Is it crazy to buy art that doesn’t physically exist?

Investing in collectables is nothing new. It ranges from traditional investments such as paintings and fine wines to more outlandish Beanie Baby toys and even tulip bulbs. 

Until now, collectables have been physical objects, but the latest craze is virtual-based. 

Investors are collecting non-fungible tokens (NFTs), which are essentially digital receipts that prove they own something digital, such as a piece of art, a song, or even a tweet. 

Modern art: The artist Beeple became one of the richest living artists after an NFT for his art, above, was sold by Christie’s

The NFT is not the digital art or song itself, it is the receipt that proves ownership, comprising a long, unique combination of letters and numbers. 

Recent events make it hard to dismiss NFTs out of hand. There’s big money in them and even established institutions are becoming interested. An NFT was sold by auction house Christie’s in March for £50million – breaking all records. The sale of the associated digital art made its creator Beeple – real name Mike Winkelmann – one of the world’s richest living artists. 

The owner of this digital artwork has not bought something they can put on their wall. They don’t even get an artwork that they alone can look at on a screen. Instead, they own a digital receipt which says they are the owner of the artwork. Anyone else can look at it online, or even print off a copy and stick it on their wall. 

The sale by Beeple is not a one-off. In February, an animated online image of Nyan Cat, a grey cat with a pop tart for a body, sold for around £425,000. The following month, the artist Grimes sold a collection of digital artworks for around ten times that sum.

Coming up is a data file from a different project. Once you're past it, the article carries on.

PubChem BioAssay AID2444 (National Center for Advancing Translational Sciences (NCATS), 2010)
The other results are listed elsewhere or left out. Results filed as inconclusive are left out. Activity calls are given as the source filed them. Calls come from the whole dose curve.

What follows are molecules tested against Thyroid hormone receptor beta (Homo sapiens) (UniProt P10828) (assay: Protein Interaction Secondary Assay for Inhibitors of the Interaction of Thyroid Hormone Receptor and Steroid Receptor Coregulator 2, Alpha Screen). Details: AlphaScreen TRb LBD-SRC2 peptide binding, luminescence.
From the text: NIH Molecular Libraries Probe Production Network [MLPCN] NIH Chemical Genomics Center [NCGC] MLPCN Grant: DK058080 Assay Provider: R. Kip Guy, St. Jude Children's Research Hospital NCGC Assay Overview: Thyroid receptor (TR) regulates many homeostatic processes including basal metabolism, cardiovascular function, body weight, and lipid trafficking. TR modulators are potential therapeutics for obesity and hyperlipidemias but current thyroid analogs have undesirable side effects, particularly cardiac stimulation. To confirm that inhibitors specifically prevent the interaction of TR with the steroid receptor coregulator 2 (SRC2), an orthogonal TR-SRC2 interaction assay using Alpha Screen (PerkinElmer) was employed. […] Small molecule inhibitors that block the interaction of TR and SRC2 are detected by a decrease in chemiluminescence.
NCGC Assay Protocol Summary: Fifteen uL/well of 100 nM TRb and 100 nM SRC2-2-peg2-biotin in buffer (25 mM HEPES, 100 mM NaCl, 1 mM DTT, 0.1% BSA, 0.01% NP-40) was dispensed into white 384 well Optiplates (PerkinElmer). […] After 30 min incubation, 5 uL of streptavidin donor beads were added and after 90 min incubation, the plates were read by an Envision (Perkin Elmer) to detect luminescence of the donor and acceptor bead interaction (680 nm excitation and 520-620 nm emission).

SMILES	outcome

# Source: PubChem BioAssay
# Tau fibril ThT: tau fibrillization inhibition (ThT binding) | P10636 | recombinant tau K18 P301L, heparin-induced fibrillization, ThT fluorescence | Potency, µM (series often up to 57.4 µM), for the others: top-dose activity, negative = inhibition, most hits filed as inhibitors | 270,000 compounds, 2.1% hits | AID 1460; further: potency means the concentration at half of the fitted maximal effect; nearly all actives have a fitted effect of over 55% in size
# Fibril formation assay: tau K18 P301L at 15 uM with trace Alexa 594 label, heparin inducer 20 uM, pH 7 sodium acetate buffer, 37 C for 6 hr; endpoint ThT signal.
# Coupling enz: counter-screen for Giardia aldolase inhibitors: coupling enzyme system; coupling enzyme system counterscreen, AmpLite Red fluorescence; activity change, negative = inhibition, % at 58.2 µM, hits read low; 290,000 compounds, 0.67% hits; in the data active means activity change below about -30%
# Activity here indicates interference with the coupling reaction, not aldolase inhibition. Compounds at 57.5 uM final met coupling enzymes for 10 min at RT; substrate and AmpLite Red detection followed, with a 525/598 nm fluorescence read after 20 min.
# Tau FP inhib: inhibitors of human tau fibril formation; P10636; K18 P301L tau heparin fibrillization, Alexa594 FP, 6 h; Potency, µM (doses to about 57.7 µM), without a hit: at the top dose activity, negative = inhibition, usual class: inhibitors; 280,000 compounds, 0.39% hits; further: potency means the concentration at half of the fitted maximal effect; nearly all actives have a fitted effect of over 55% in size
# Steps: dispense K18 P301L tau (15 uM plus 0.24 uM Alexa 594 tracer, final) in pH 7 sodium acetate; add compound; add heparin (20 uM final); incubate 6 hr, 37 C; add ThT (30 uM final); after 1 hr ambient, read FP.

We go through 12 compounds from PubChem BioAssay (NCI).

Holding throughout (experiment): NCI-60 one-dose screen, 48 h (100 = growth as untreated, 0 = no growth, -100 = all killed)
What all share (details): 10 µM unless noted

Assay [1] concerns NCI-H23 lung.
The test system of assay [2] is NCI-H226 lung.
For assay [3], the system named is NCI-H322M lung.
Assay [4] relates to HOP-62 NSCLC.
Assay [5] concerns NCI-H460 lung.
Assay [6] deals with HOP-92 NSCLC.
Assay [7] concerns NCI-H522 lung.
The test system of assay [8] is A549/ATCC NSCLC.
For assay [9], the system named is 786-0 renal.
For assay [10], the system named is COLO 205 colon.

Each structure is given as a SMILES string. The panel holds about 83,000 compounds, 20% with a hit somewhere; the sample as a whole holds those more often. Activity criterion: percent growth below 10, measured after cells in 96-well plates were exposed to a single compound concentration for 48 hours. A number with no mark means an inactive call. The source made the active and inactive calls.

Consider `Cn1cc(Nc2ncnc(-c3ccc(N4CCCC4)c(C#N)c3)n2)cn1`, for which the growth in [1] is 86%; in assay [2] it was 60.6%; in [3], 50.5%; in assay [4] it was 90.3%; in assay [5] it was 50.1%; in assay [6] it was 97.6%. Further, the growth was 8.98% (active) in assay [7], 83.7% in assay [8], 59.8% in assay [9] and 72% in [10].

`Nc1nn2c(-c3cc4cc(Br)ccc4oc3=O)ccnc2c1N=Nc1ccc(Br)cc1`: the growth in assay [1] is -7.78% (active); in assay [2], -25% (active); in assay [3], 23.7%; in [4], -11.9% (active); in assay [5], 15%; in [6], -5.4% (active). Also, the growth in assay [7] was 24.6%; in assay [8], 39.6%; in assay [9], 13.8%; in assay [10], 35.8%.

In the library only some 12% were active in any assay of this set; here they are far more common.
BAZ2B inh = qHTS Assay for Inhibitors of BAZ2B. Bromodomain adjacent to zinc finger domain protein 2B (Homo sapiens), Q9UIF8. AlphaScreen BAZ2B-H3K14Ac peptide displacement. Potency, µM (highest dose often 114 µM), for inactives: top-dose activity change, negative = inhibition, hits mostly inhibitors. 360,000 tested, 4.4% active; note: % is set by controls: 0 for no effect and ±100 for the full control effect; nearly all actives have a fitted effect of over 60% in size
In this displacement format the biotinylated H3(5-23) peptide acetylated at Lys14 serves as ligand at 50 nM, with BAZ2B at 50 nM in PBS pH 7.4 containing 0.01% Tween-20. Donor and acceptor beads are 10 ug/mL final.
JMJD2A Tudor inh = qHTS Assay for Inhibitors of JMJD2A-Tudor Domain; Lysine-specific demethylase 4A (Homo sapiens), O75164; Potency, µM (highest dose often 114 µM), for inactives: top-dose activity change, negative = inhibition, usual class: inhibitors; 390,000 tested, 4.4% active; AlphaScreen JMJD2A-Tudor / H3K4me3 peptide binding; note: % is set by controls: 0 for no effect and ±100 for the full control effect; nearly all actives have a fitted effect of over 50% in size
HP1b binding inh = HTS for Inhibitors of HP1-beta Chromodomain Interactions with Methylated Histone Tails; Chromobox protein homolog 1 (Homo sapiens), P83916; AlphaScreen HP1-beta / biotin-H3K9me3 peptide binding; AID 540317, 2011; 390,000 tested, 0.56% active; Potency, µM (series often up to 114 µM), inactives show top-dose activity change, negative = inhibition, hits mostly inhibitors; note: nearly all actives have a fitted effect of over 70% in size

NFTs are not just art works. In March, Twitter boss Jack Dorsey sold his first tweet – which said: ‘Just setting up my twttr’ – as an NFT for more than £2million. A French winemaker, Chateau Darius, is selling online images of wine bottles as NFTs for hundreds of pounds. 

Holly Mackay, of straight-talking investment website BoringMoney, agrees the NFT craze is strange, but adds: ‘Maybe, it’s not that weird.’ She explains: ‘Buying and selling art as a mere commodity to store value has been going on for centuries. And actually, the notion that a brown scrap of polymer with the Queen’s face on it is somehow a fair exchange for anything worth £10 is quite odd, too.’ 

An NFT is like a proof of ownership receipt. It is stored on a virtual ledger known as blockchain. This is the same technology that cryptocurrencies such as Bitcoin use. 

The advantage of blockchain is that the ledger is not overseen by any one party. Instead, it is stored by multiple parties. 

Susannah Streeter is senior investment and markets analyst at wealth manager Hargreaves Lansdown. She explains: ‘Each unique token is recorded on a digital ledger shared on the network, and once it has been logged it can’t be deleted. This can reduce fraud as it increases transparency of the transactions and helps with verifying the authenticity of assets.’

NFTs can use any blockchain. However, most tend to use the ethereum blockchain, which is the second-largest cryptocurrency by market value after Bitcoin. The rising popularity of NFTs has helped drive the value of ethereum to new record highs – and its value has risen from $205 to $3,266 in the last year alone. 

Tom Selby, senior analyst at wealth platform AJ Bell, believes that if you are thinking about buying an NFT, you should consider what it is worth to you – rather than its value to future investors. He says: ‘As with any purchase, consumers should think about whether they are getting value for money in terms of what the NFT is worth to them. But it would be foolish to buy an NFT on the assumption it will go up in value as this simply cannot be guaranteed. That doesn’t definitely mean you won’t be able to make a profit, but that shouldn’t be your primary motivation.’ 

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